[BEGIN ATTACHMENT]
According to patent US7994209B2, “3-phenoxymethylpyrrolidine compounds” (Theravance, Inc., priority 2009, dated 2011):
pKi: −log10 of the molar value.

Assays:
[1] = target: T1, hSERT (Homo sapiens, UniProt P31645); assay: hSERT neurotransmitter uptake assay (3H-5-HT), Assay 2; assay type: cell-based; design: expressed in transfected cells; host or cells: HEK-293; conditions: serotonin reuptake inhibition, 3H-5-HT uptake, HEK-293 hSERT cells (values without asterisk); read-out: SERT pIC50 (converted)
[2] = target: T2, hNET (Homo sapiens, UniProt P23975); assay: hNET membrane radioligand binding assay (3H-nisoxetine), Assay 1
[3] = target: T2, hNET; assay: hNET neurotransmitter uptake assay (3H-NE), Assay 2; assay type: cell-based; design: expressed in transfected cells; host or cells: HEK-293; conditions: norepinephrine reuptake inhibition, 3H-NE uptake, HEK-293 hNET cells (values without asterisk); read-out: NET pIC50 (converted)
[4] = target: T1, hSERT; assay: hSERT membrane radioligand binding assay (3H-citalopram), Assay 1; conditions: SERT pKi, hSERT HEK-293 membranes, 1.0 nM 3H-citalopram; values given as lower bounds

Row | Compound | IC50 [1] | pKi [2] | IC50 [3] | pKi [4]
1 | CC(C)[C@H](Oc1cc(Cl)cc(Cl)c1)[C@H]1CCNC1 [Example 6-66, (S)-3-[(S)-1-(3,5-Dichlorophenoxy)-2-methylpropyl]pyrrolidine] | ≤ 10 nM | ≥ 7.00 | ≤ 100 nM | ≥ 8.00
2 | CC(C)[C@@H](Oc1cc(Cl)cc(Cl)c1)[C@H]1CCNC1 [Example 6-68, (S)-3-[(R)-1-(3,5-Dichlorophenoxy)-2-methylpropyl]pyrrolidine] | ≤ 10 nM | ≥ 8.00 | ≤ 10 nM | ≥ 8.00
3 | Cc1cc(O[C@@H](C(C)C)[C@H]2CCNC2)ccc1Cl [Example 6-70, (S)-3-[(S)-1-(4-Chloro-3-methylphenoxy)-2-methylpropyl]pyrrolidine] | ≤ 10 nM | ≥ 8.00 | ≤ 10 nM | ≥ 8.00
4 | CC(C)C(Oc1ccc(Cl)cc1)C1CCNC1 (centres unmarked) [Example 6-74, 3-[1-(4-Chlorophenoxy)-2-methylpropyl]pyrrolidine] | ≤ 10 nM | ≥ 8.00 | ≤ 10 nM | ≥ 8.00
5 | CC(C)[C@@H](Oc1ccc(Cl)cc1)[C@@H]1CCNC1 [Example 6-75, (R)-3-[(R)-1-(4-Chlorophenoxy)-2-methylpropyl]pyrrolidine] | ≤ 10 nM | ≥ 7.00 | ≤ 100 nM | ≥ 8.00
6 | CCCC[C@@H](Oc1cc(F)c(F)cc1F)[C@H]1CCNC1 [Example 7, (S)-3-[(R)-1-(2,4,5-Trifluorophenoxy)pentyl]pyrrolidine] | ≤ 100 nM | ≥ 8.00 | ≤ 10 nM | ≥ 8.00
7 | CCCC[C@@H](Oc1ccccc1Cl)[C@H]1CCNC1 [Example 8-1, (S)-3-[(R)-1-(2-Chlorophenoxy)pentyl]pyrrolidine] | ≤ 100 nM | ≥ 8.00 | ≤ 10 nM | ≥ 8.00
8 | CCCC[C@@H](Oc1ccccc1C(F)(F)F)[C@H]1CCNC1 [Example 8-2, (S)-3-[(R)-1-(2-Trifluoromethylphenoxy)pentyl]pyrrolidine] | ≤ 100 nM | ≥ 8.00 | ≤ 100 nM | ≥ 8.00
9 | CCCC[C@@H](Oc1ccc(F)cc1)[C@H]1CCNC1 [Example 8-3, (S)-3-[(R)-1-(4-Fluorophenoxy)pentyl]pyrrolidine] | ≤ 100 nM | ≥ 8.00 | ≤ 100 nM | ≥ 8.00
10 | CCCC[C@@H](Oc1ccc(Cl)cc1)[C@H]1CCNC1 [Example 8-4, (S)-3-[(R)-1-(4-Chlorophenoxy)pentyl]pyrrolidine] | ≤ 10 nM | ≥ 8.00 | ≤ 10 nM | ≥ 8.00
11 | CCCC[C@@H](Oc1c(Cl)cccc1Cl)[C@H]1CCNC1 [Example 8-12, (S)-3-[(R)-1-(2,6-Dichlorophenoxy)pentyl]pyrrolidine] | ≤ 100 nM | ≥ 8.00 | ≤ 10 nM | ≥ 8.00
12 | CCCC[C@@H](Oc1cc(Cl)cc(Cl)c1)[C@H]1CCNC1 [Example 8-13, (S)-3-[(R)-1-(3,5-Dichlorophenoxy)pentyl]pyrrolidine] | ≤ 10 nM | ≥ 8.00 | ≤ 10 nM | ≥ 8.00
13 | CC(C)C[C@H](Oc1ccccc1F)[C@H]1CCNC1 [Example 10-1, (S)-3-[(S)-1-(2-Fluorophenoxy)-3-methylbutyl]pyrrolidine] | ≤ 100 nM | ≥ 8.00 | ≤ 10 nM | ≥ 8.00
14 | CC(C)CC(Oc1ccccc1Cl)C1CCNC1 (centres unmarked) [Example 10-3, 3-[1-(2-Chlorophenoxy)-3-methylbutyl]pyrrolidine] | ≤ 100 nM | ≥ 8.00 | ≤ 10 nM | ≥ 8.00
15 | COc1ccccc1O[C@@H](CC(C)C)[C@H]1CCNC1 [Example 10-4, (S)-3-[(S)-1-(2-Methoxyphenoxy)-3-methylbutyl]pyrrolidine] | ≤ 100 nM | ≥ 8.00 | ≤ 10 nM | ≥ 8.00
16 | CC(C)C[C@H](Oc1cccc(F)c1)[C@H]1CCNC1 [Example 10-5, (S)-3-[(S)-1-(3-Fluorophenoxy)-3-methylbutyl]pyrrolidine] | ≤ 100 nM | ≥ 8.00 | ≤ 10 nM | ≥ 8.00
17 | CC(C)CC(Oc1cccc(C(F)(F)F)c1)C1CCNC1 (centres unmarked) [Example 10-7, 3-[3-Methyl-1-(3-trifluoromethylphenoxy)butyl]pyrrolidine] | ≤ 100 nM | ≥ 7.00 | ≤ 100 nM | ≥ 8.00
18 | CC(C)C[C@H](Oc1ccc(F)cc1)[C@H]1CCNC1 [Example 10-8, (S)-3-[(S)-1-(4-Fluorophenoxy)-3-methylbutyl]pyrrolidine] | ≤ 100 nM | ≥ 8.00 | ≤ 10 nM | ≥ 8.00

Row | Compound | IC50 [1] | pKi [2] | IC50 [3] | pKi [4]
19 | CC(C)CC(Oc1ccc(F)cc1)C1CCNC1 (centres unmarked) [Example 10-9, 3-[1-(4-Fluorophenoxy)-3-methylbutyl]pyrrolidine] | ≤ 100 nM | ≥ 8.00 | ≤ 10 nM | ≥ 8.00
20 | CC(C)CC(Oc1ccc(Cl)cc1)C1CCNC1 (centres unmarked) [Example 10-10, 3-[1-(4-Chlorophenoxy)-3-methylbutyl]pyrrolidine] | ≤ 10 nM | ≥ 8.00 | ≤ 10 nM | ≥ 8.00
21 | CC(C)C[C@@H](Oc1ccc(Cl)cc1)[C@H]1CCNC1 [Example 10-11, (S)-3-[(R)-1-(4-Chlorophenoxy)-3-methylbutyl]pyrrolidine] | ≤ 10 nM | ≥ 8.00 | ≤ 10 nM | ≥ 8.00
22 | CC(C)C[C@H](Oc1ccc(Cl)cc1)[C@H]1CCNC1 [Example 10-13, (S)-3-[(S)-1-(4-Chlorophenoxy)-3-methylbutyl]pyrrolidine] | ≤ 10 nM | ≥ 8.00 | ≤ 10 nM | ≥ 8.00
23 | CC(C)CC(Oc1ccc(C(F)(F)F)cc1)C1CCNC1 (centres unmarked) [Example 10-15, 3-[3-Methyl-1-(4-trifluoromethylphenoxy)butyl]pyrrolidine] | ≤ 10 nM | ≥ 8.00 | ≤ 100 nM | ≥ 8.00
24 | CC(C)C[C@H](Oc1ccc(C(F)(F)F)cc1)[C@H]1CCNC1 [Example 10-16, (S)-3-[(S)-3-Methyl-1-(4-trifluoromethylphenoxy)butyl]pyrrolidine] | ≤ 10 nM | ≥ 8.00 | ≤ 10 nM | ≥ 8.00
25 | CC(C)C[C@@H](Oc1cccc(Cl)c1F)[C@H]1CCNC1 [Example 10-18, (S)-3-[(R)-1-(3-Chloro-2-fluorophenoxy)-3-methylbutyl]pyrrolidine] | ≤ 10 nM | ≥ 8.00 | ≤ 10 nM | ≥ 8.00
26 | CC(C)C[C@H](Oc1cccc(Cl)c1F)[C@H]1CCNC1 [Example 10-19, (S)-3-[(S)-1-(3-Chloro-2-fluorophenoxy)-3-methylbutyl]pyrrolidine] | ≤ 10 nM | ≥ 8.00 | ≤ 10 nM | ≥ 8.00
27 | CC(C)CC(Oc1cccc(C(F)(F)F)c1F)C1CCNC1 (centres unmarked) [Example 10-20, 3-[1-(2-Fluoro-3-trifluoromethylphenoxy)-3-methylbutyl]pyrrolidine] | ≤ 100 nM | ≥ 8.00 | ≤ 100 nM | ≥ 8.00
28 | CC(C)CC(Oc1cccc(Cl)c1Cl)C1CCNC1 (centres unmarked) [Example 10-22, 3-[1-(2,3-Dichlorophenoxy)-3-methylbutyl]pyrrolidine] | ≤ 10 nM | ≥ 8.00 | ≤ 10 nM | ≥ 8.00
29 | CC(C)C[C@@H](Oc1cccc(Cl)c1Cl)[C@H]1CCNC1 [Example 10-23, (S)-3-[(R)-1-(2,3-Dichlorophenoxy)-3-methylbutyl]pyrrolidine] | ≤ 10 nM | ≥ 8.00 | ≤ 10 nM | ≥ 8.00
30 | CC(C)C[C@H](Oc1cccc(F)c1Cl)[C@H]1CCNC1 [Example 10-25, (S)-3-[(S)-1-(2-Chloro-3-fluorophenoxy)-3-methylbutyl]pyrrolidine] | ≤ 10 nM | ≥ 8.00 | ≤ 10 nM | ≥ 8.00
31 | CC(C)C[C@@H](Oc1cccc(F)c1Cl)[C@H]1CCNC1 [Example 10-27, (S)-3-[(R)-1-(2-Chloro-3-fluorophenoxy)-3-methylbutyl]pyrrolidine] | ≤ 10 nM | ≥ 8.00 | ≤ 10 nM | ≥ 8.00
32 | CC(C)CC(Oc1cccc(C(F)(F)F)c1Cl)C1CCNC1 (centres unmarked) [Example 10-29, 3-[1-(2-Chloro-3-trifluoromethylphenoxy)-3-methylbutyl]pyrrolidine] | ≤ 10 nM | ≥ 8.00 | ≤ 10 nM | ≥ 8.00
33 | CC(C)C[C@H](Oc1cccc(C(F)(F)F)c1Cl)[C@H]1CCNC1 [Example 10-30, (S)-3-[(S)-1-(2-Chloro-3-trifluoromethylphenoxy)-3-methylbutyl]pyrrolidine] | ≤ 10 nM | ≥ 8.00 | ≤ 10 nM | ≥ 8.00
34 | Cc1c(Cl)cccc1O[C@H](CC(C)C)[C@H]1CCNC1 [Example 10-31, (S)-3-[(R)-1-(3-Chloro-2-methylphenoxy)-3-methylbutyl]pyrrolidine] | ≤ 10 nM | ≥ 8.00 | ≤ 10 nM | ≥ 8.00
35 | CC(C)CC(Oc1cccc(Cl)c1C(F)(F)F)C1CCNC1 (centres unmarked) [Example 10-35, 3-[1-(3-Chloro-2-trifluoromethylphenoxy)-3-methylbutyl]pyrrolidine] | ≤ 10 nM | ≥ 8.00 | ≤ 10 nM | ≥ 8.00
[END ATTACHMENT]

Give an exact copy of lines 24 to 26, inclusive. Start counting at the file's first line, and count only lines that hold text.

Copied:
16 | CC(C)C[C@H](Oc1cccc(F)c1)[C@H]1CCNC1 [Example 10-5, (S)-3-[(S)-1-(3-Fluorophenoxy)-3-methylbutyl]pyrrolidine] | ≤ 100 nM | ≥ 8.00 | ≤ 10 nM | ≥ 8.00
17 | CC(C)CC(Oc1cccc(C(F)(F)F)c1)C1CCNC1 (centres unmarked) [Example 10-7, 3-[3-Methyl-1-(3-trifluoromethylphenoxy)butyl]pyrrolidine] | ≤ 100 nM | ≥ 7.00 | ≤ 100 nM | ≥ 8.00
18 | CC(C)C[C@H](Oc1ccc(F)cc1)[C@H]1CCNC1 [Example 10-8, (S)-3-[(S)-1-(4-Fluorophenoxy)-3-methylbutyl]pyrrolidine] | ≤ 100 nM | ≥ 8.00 | ≤ 10 nM | ≥ 8.00